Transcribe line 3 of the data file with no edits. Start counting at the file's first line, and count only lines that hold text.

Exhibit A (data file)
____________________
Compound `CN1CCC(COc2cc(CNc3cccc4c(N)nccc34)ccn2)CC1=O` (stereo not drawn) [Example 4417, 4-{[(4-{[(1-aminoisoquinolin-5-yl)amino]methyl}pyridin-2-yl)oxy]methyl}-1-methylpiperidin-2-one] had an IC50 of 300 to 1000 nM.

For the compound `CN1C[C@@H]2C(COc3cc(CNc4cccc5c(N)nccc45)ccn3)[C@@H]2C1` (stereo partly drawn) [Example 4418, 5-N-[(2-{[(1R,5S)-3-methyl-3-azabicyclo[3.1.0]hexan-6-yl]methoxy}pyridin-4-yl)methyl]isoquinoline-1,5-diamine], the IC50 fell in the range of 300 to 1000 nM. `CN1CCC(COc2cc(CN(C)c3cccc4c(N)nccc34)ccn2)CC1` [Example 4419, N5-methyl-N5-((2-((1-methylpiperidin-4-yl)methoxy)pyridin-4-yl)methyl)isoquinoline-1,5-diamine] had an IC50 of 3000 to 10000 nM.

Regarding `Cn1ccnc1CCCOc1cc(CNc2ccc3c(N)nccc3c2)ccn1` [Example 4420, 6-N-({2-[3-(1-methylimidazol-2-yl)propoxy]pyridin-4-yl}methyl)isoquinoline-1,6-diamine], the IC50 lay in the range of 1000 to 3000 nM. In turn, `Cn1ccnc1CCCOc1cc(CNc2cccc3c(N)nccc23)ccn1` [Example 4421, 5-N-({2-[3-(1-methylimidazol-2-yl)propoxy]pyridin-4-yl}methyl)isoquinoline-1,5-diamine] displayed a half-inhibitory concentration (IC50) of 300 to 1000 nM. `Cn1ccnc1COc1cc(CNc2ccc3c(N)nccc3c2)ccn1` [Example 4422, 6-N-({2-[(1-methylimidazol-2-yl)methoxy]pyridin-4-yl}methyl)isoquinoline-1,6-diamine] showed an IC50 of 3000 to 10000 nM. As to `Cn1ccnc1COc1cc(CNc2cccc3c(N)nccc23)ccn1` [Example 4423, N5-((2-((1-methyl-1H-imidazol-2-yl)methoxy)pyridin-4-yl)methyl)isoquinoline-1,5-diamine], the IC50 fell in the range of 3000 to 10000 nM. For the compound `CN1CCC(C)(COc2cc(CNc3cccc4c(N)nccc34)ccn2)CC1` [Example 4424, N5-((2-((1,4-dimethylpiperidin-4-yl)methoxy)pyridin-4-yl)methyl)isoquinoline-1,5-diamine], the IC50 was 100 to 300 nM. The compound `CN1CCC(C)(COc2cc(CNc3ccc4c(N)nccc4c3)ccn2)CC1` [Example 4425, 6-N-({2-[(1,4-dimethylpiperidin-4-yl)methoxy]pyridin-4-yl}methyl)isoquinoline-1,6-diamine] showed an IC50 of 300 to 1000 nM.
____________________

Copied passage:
Regarding `Cn1ccnc1CCCOc1cc(CNc2ccc3c(N)nccc3c2)ccn1` [Example 4420, 6-N-({2-[3-(1-methylimidazol-2-yl)propoxy]pyridin-4-yl}methyl)isoquinoline-1,6-diamine], the IC50 lay in the range of 1000 to 3000 nM. In turn, `Cn1ccnc1CCCOc1cc(CNc2cccc3c(N)nccc23)ccn1` [Example 4421, 5-N-({2-[3-(1-methylimidazol-2-yl)propoxy]pyridin-4-yl}methyl)isoquinoline-1,5-diamine] displayed a half-inhibitory concentration (IC50) of 300 to 1000 nM. `Cn1ccnc1COc1cc(CNc2ccc3c(N)nccc3c2)ccn1` [Example 4422, 6-N-({2-[(1-methylimidazol-2-yl)methoxy]pyridin-4-yl}methyl)isoquinoline-1,6-diamine] showed an IC50 of 3000 to 10000 nM. As to `Cn1ccnc1COc1cc(CNc2cccc3c(N)nccc23)ccn1` [Example 4423, N5-((2-((1-methyl-1H-imidazol-2-yl)methoxy)pyridin-4-yl)methyl)isoquinoline-1,5-diamine], the IC50 fell in the range of 3000 to 10000 nM. For the compound `CN1CCC(C)(COc2cc(CNc3cccc4c(N)nccc34)ccn2)CC1` [Example 4424, N5-((2-((1,4-dimethylpiperidin-4-yl)methoxy)pyridin-4-yl)methyl)isoquinoline-1,5-diamine], the IC50 was 100 to 300 nM. The compound `CN1CCC(C)(COc2cc(CNc3ccc4c(N)nccc4c3)ccn2)CC1` [Example 4425, 6-N-({2-[(1,4-dimethylpiperidin-4-yl)methoxy]pyridin-4-yl}methyl)isoquinoline-1,6-diamine] showed an IC50 of 300 to 1000 nM.